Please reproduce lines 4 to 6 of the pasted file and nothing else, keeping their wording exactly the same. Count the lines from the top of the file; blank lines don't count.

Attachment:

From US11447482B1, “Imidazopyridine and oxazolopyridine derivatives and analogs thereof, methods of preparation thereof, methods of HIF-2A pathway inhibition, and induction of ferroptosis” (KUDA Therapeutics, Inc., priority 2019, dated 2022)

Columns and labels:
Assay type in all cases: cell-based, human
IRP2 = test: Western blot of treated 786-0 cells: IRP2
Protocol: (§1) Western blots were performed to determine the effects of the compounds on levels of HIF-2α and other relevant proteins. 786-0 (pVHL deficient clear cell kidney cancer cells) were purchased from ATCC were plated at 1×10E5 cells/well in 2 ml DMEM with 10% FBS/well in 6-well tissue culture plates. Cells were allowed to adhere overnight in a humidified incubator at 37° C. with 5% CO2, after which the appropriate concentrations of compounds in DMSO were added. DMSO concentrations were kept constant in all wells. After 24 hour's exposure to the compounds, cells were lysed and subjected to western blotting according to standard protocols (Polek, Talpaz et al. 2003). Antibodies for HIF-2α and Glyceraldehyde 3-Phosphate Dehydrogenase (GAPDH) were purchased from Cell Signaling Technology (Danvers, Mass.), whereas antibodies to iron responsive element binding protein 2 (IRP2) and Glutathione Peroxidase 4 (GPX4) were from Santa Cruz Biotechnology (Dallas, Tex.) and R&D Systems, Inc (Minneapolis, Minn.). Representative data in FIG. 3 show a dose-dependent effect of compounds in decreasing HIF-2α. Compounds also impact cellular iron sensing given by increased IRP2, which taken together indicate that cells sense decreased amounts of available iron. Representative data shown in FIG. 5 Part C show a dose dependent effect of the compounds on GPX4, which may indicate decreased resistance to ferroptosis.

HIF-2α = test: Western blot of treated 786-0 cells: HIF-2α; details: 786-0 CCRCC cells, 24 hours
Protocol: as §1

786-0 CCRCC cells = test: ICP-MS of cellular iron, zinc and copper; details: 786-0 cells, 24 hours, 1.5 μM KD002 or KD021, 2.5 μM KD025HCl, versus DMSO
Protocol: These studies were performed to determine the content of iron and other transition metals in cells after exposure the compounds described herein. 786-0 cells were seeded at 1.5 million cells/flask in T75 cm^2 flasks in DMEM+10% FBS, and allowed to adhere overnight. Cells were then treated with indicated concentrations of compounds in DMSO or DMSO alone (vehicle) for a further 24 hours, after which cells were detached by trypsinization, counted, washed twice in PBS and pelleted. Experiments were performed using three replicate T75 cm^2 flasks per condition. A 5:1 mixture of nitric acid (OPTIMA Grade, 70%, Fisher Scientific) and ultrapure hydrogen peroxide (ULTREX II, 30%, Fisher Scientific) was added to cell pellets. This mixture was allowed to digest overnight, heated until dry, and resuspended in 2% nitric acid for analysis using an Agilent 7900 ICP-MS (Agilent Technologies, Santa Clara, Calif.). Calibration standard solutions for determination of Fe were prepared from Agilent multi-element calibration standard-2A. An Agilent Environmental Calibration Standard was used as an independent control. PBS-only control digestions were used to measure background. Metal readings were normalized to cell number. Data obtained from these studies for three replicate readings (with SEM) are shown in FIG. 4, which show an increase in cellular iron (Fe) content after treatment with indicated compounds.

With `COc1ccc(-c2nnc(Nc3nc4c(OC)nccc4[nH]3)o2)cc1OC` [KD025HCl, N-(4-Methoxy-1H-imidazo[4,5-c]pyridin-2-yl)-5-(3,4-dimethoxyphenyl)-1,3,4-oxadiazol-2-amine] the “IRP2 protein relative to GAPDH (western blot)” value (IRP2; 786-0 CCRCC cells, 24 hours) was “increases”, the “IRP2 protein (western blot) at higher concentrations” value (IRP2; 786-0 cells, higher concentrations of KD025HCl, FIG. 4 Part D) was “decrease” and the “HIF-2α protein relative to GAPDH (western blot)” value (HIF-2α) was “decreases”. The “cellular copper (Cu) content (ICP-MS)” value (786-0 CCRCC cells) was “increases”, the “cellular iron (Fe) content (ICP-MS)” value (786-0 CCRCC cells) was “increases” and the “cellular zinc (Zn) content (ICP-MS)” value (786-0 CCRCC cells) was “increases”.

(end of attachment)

IRP2 = test: Western blot of treated 786-0 cells: IRP2
Protocol: (§1) Western blots were performed to determine the effects of the compounds on levels of HIF-2α and other relevant proteins. 786-0 (pVHL deficient clear cell kidney cancer cells) were purchased from ATCC were plated at 1×10E5 cells/well in 2 ml DMEM with 10% FBS/well in 6-well tissue culture plates. Cells were allowed to adhere overnight in a humidified incubator at 37° C. with 5% CO2, after which the appropriate concentrations of compounds in DMSO were added. DMSO concentrations were kept constant in all wells. After 24 hour's exposure to the compounds, cells were lysed and subjected to western blotting according to standard protocols (Polek, Talpaz et al. 2003). Antibodies for HIF-2α and Glyceraldehyde 3-Phosphate Dehydrogenase (GAPDH) were purchased from Cell Signaling Technology (Danvers, Mass.), whereas antibodies to iron responsive element binding protein 2 (IRP2) and Glutathione Peroxidase 4 (GPX4) were from Santa Cruz Biotechnology (Dallas, Tex.) and R&D Systems, Inc (Minneapolis, Minn.). Representative data in FIG. 3 show a dose-dependent effect of compounds in decreasing HIF-2α. Compounds also impact cellular iron sensing given by increased IRP2, which taken together indicate that cells sense decreased amounts of available iron. Representative data shown in FIG. 5 Part C show a dose dependent effect of the compounds on GPX4, which may indicate decreased resistance to ferroptosis.

HIF-2α = test: Western blot of treated 786-0 cells: HIF-2α; details: 786-0 CCRCC cells, 24 hours